My son, Enrique, has always been aggressive.
Still, he’s one of the sweetest and most affectionate boys you’ll ever meet. He cares deeply about others and is learning, one day at a time, to express his emotions in a more gentle way. Although, even his hugs and kisses often lack a gentle touch. When he was younger, before he started school, I used to joke that I was raising the Kindergarten bully. I was worried that by the time he got to Kindergarten, he’d be the class bully. He can be pretty rough. However, in his two years of preschool, I never heard of him hitting another child in his classroom. I suppose that doesn’t mean he never did. Perhaps there was some small instance(s) that were not reported to me. I’m beginning to wonder.
By Enrique’s third week of Kindergarten, he’d already hit another child. It was more of a defensive slap. He was having a very difficult day and a sweet little girl in his class approached him to ask if he was okay. He was already in tantrum mode and as she reached out to him, he slapped her arm/hand away. She wasn’t hurt and later he apologized and asked if she was okay. Still, it worried me. I don’t really think of Enrique as a bully, but the truth is, he fits the description. This is how Google defines bully:
- 1.a person who uses strength or power to harm or intimidate those who are weaker.
- 1.use superior strength or influence to intimidate (someone), typically to force him or her to do what one wants.“a local man was bullied into helping them”
Enrique is a bully. In fact, so is Andres.
Enrique intimidates. Sometimes that’s exactly what he means to do. Most of the time, it’s not. He’s just a little boy. He’s a good boy. He likes other children. He just gets overwhelmed. It’s much harder for him to recognize his own emotions and deal with them appropriately when the crisis is coming from the inside. He does much better when dealing with other people’s crisis. Sounds a lot like most adults, wouldn’t you say?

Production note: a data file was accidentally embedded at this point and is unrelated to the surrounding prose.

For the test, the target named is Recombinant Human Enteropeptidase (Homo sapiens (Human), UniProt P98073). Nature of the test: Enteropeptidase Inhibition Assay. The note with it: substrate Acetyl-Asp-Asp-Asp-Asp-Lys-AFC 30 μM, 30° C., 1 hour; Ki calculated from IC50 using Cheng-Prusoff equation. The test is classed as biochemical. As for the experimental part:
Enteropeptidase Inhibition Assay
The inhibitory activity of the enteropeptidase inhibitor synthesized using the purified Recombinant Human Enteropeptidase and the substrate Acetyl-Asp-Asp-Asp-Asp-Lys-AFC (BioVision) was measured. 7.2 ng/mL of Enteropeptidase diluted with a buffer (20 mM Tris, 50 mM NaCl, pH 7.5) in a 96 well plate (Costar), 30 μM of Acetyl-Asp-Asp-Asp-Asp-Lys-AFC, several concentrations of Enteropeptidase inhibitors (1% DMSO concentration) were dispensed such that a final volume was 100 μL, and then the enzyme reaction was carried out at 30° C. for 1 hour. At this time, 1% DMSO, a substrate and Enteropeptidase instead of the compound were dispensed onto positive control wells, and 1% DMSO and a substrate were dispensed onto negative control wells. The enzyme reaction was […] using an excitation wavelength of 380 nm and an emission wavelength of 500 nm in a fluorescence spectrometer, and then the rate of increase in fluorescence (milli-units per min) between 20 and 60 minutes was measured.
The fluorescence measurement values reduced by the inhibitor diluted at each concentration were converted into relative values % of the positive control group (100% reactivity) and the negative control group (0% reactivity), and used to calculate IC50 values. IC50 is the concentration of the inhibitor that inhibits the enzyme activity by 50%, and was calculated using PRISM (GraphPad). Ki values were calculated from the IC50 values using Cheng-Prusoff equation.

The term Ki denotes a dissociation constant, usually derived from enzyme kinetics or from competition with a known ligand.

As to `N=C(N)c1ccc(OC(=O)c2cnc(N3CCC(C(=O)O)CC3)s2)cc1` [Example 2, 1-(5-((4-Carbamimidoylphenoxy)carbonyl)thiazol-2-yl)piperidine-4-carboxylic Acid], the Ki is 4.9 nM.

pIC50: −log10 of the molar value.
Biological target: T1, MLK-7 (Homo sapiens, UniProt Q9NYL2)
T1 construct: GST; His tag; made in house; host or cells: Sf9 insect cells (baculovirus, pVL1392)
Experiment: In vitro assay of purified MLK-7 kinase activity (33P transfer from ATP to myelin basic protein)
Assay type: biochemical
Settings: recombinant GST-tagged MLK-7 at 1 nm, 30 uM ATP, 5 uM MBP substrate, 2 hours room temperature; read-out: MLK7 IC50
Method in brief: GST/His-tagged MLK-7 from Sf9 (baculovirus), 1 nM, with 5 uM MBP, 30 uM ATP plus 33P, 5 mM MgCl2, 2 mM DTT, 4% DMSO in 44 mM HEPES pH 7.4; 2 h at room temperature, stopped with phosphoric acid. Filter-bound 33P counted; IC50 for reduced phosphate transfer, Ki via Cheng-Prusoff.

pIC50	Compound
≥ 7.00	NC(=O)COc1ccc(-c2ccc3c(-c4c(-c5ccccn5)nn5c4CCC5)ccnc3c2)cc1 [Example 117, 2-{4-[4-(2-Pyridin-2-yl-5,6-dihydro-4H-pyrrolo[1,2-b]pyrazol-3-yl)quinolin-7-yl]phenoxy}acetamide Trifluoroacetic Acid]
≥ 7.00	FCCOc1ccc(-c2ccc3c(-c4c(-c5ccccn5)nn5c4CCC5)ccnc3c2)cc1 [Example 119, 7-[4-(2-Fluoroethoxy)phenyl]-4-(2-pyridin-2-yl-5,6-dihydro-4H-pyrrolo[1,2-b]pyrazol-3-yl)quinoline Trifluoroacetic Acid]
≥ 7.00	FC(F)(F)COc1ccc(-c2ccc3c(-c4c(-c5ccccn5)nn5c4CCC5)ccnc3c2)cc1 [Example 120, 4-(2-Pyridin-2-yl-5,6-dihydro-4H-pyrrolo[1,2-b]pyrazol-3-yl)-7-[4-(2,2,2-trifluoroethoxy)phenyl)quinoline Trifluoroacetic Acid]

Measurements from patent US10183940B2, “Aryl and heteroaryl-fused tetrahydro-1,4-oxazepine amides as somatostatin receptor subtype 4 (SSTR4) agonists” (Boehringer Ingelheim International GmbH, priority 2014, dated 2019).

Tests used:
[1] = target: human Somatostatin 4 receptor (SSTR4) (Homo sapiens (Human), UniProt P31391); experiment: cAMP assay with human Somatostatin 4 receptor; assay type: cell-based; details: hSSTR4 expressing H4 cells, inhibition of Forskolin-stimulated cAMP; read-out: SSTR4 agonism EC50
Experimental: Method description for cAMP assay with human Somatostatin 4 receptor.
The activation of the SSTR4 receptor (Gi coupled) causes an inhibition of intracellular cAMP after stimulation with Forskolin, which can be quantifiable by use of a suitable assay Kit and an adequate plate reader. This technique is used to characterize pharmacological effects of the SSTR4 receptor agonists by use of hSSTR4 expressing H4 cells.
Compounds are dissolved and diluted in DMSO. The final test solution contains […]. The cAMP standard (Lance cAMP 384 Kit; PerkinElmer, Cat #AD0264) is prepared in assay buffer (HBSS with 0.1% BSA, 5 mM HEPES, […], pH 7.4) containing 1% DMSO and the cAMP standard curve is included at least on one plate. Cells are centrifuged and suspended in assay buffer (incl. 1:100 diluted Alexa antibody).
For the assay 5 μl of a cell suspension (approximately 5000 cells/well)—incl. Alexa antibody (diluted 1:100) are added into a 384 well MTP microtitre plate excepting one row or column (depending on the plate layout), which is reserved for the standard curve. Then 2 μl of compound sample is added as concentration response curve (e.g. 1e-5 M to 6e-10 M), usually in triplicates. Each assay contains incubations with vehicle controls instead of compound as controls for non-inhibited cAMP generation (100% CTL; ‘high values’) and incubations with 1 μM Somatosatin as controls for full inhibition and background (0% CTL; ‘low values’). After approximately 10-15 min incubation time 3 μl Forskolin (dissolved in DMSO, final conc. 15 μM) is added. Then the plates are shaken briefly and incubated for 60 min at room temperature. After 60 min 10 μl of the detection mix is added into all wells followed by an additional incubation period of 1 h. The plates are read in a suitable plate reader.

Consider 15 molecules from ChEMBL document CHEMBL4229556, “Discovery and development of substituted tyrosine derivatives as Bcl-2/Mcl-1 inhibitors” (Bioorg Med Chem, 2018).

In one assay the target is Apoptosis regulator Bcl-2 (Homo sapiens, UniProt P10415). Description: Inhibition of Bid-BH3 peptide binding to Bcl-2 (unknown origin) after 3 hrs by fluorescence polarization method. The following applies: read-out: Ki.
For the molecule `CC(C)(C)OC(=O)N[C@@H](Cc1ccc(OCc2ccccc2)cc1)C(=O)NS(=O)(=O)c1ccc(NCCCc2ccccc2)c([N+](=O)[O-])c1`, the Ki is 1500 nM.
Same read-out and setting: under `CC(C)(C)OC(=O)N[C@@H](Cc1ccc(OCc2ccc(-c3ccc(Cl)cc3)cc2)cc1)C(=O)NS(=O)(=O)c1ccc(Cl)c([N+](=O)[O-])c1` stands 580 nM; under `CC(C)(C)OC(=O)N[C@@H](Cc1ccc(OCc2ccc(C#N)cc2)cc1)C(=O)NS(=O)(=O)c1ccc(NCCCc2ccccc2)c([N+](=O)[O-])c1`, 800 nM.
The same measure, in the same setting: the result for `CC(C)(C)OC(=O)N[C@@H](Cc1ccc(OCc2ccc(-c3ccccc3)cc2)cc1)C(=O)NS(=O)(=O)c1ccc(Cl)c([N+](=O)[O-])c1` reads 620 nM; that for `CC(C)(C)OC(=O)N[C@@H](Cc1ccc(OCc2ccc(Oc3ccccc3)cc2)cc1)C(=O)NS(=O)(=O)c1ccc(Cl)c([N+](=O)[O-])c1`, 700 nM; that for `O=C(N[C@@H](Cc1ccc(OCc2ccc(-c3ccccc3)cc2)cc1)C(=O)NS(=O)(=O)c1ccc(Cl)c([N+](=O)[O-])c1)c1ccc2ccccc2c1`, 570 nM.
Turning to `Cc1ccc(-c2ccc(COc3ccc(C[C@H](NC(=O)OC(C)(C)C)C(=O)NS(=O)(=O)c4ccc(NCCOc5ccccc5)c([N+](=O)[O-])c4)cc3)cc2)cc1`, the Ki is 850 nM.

A while ago, I was at his school and saw him lined up in the hallway with the rest of his class. A little boy and a little girl who were standing in line behind him started hitting each other, with serious aggression. Enrique turned around and put his arms between them and immediately starting telling them we don’t touch other people. “Be gentle! Come on guys. What’s the problem here?!” he said. His instinct was to problem-solve without violence. He saw the situation from the outside looking in, and was able to react rationally and positively. Enrique might be a bully by definition, but he’s also a “poster-boy” for anti-bullying. We have to stop labeling children as bullies, so early on.
So far, I’ve written a slew of contradictions and right about now you might find yourself really confused. Well, that’s what life is like for Enrique. It’s very confusing. He wants to be a good boy. He is a pleaser. He likes to help others and see people happy. Unfortunately, he can personally go from happy to irate in a single moment.Enrique and his triplet siblings have Autism. Transitions (a change in routine, going from one activity to another, and anything “unexpected”) are very difficult for them. Very. While transitions are hard for all of the triplets, they each deal with them in different ways. The start of the upset that led to Enrique hitting another classmate was because he was pulled out for testing. At the time, the class was working on writing. By the time Enrique got back to his classroom, writing time was over and Enrique didn’t get to finish. Not only was he upset about the unplanned testing, and not getting to write, but he gets super overwhelmed when he doesn’t finish something. This was a really hard moment for him. Many almost six-year-olds could handle this without tantrums and violence. For Enrique, it was just too much. I’m not trying to make excuses, but I have a lot of empathy for Enrique. He’s doing the best he can, right now.